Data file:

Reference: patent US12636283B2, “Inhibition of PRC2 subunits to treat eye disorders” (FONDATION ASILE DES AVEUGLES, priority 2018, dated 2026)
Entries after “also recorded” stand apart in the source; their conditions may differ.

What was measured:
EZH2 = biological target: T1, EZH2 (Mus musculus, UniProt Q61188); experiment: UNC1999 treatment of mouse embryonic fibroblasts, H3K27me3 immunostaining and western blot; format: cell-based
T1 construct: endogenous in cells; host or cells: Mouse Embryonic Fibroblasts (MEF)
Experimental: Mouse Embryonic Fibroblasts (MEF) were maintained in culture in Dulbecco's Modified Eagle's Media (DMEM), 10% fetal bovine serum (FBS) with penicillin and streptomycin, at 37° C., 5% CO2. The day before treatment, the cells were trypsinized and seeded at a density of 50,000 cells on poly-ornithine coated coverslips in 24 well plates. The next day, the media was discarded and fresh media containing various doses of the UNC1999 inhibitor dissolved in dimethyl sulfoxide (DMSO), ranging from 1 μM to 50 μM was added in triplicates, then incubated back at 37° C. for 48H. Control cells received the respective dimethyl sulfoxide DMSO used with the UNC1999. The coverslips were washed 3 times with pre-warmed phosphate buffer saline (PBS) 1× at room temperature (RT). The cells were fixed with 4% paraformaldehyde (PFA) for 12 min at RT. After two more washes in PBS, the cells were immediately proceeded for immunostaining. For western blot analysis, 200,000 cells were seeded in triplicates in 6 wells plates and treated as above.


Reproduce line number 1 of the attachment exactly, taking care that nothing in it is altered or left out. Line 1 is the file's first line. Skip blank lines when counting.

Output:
Reference: patent US12636283B2, “Inhibition of PRC2 subunits to treat eye disorders” (FONDATION ASILE DES AVEUGLES, priority 2018, dated 2026)